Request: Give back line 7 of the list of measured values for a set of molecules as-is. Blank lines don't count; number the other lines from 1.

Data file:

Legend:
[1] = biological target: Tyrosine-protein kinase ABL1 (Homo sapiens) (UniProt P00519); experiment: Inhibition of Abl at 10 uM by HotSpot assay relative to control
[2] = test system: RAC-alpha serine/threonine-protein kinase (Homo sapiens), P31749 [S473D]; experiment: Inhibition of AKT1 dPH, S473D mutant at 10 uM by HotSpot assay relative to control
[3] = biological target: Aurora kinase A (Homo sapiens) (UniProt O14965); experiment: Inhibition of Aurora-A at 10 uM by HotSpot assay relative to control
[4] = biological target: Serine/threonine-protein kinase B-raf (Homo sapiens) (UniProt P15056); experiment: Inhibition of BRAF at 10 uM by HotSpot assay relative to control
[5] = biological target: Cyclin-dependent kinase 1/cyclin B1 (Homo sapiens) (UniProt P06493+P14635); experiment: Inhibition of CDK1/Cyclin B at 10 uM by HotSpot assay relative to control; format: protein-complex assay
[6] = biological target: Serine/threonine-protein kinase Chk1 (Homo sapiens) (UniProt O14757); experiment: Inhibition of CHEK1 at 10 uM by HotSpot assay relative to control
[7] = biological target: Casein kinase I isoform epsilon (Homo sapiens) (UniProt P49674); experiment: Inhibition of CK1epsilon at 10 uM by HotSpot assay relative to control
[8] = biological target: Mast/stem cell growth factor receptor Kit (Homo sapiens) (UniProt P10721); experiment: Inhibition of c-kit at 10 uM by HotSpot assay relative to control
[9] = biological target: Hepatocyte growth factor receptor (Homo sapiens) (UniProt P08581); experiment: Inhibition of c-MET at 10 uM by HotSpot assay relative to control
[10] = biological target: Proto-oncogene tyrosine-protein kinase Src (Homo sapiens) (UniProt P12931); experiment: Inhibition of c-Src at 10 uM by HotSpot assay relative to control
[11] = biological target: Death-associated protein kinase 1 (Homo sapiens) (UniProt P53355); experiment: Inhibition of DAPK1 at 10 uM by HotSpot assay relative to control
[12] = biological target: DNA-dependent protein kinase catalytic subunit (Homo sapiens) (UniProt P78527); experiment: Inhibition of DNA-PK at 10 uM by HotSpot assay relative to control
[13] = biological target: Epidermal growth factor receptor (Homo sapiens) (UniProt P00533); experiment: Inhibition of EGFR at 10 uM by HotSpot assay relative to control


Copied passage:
[6] = biological target: Serine/threonine-protein kinase Chk1 (Homo sapiens) (UniProt O14757); experiment: Inhibition of CHEK1 at 10 uM by HotSpot assay relative to control